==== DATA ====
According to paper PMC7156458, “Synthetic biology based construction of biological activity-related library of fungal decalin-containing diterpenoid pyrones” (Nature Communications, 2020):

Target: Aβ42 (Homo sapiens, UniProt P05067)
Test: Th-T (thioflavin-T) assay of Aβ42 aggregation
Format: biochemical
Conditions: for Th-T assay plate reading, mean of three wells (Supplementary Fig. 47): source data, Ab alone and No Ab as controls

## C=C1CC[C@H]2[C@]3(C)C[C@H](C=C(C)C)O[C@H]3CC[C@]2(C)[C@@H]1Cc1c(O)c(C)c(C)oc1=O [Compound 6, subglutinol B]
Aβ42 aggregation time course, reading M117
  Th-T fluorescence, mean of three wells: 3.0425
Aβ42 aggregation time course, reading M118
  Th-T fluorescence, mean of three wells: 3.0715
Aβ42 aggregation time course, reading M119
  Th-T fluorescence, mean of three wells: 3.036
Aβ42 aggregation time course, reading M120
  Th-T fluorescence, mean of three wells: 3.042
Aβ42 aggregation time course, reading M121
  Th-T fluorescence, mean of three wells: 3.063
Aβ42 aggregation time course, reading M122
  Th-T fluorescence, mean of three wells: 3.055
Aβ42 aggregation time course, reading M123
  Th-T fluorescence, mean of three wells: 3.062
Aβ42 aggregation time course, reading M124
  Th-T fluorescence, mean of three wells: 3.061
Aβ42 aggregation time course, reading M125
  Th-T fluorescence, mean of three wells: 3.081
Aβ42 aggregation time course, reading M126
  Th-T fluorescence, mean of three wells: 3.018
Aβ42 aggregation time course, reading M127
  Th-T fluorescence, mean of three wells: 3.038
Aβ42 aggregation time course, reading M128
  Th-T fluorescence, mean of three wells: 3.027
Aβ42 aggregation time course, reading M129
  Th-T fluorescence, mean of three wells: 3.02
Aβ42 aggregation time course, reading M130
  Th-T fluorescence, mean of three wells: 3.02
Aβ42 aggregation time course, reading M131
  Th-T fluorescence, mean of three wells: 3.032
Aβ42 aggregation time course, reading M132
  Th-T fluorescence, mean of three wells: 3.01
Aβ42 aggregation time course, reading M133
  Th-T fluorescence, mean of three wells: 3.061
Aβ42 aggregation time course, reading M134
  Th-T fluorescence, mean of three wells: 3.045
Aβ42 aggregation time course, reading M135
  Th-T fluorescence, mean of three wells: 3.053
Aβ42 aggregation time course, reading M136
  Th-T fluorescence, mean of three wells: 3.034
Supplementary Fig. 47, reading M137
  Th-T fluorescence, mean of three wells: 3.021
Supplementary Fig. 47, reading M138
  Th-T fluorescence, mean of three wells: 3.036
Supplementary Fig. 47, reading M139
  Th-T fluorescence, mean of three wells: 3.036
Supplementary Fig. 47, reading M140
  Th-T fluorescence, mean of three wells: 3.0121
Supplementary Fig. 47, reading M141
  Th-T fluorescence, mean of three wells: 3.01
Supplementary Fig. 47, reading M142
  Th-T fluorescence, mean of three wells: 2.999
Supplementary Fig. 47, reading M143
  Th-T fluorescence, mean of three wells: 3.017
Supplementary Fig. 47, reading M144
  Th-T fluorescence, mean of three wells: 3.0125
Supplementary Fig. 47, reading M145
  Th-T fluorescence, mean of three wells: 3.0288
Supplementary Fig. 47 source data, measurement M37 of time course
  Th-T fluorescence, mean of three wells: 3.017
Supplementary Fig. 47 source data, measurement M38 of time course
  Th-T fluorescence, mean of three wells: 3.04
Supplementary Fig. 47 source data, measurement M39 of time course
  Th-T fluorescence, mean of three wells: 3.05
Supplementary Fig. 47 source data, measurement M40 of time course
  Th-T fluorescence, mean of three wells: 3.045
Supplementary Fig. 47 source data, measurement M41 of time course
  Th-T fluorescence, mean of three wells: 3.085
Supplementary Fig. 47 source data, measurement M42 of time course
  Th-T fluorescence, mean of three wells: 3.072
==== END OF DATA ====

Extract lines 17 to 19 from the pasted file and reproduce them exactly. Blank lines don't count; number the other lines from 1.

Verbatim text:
Aβ42 aggregation time course, reading M122
  Th-T fluorescence, mean of three wells: 3.055
Aβ42 aggregation time course, reading M123